We found that rats provide more help to cooperative than to defective partners, and that the amount of help provided decreases more strongly with increasing costs when the experimental partner is a defector. Furthermore, hungry rats received more help for food if they were light, whereas if the receiver was satiated, focal rats provided more help for heavy partners. Both results meet the assumptions for costs and benefits being important parameters in the decision of rats to help an unrelated social partner.
Effect of cost
In the first experiment the test rats pulled more often for a cooperator than for a defector (X12 = 16.990; p < 0.001). Further, the number of pulls decreased with increasing resistance in both social contexts (X42 = 38.547; p < 0.001). The latency until the first pull increased with increasing resistance when helping a defector, but not when helping a cooperator (X42 = 356.78; p < 0.001; Figure 2). When given the opportunity to acquire food for themselves, the rats pulled more often (X22 = 2793.9; p < 0.001) and with shorter time delays (X22 = 485.9; p < 0.001) than when pulling for a social partner.
Effect of benefit
In the second experiment the hunger status of social partners together with their condition (weight) influenced the number of pulls by the focal rat (X12 = 6.159; p = 0.013; Figure 3). When the receiver was hungry, focal rats pulled more often for light than for heavy partners. In contrast, when the receiver was satiated, focal rats pulled more often for heavy partners. When the focal rats had not been helped by a third rat before, they also pulled more often for heavy experimental partners than for light ones (X12 = 4.036; p = 0.044).
Focal rats pulled more often after receiving help than after receiving none, confirming that they applied direct (first experiment) and generalised (second experiment) reciprocity [18, 19]. Apparently, the rats attempted to raise the probability of getting help back in the future by providing more help to cooperators than defectors. Thereby they took the costs of the helpful act into account, as the number of pulls decreased with increasing resistance, and the latency until the first pull increased only when helping a defector, but not a cooperator. In a self-rewarding control situation the test rats pulled more often and with a shorter time delay for themselves than they did when helping a social partner, which shows that the pulling does not merely reflect a conditioned response. One might argue that instead of reflecting a strategic decision, the reduction of the pulling frequency with increasing resistance could reflect limited physiological ability. However, this does not explain why the latency to start pulling increased with increasing workload. Obviously the costs of helping were assessed even before the rats experienced the burden, by using the visual cues they had been trained to relate to specific workloads (see Methods section). Previous studies of reciprocity in rats using the same experimental setup revealed that the intrinsic pulling frequency (the number of pulls a rat performs when alone in the cage, i.e., without social partner) did not differ after experiencing a cooperator or a defector . Therefore, pulling in these experiments is clearly a social act and does not reflect copying, reinforcement or mere conditioning.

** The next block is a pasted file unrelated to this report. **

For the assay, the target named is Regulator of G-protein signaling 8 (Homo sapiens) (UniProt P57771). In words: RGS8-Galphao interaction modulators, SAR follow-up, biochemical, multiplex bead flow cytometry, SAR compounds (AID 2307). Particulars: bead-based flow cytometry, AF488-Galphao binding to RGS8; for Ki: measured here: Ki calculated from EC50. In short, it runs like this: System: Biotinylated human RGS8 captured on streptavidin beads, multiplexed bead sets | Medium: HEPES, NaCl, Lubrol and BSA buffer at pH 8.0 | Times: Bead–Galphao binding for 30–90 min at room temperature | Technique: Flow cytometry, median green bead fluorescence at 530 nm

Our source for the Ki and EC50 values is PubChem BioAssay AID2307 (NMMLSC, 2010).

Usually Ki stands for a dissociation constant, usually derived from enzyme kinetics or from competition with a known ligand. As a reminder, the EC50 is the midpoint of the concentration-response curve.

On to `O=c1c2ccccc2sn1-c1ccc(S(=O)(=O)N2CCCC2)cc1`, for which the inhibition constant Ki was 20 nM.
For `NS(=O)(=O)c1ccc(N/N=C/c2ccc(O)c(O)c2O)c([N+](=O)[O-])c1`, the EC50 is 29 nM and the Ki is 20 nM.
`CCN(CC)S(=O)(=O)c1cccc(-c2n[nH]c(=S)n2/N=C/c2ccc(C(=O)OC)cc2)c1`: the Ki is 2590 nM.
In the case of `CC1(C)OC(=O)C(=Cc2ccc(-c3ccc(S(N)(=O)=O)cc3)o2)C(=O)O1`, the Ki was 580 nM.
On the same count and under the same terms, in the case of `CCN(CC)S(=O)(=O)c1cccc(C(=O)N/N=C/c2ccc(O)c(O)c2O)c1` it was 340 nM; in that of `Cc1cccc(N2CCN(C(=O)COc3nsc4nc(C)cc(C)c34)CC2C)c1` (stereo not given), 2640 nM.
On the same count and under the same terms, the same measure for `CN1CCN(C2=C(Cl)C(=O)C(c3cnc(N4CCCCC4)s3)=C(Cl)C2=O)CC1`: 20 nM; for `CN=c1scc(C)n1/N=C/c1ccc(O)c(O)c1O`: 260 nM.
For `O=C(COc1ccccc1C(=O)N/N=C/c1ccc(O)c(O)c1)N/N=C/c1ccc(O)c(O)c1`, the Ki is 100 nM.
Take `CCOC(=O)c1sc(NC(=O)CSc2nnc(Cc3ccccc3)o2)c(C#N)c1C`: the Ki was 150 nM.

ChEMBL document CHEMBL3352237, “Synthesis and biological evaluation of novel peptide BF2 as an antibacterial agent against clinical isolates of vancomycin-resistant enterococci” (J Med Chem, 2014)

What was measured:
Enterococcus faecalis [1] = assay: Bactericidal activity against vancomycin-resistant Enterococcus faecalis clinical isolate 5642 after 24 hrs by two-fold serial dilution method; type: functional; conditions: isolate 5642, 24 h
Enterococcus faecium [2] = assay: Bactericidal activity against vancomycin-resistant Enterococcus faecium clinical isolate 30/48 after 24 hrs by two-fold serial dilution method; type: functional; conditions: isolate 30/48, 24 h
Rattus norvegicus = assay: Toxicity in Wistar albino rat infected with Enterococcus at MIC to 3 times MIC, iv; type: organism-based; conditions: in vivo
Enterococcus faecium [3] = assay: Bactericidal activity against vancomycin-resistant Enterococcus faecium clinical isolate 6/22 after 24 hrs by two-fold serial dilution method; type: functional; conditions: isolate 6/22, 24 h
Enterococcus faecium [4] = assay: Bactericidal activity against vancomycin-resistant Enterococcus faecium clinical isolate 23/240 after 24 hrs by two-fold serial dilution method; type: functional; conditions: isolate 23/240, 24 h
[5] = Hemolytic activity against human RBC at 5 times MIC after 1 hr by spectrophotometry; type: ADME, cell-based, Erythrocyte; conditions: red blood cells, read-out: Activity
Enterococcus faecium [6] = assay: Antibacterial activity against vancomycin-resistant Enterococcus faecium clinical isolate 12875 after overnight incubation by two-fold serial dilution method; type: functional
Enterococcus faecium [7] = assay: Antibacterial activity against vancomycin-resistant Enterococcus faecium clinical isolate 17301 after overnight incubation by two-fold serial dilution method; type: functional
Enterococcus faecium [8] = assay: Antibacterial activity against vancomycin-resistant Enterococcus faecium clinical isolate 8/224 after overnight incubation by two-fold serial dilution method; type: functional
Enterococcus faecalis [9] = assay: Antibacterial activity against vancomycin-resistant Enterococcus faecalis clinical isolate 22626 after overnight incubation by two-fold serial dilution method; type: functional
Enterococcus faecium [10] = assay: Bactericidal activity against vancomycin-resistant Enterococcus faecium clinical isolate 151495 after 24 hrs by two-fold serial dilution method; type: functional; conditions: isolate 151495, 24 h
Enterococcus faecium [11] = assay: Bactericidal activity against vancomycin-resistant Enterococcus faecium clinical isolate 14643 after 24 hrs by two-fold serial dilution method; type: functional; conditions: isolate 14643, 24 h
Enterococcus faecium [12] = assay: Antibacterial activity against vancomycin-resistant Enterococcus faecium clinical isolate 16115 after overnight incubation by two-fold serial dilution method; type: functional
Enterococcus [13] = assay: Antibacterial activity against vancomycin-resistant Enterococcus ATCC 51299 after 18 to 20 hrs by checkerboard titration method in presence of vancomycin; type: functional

The results of our second experiment suggest that rats judge the relative need of their social partner and adjust their helping behaviour accordingly. Focal rats provided more food to hungry receivers in bad body condition that would suffer from hunger more severely. Two mechanisms might be responsible for the test rat's awareness of their experimental partner's need: 1) The donor may gain information about the hunger level through the signalling of need by the receiver. For example, rats may use ultrasound vocalisation as such signals are applied in a range of social and stressful contexts . However, differences in activity and behaviour between hungry and satiated rats were not observed in our experiment. 2) The donor may judge the need of the recipient through inadvertent physical cues. For example, rats gain information about food preferences of group mates through odour cues from their breath . They might also gain information about other, hitherto unknown traits from their experimental partner's body.
When the receiver was satiated, the focal rats pulled more often for heavy than for light partners, which was also the case when the focal rat had not received help before. This might suggest that unconditional help, in particular, is contingent on the relative status of a social partner, as in Norway rats body mass correlates with dominance . Helping a dominant partner might reduce the probability of punishment for defection [36, 37]. Alternatively, helping dominant individuals preferentially might be more effective in improving the social reputation of the donor than providing help to a subordinate partner .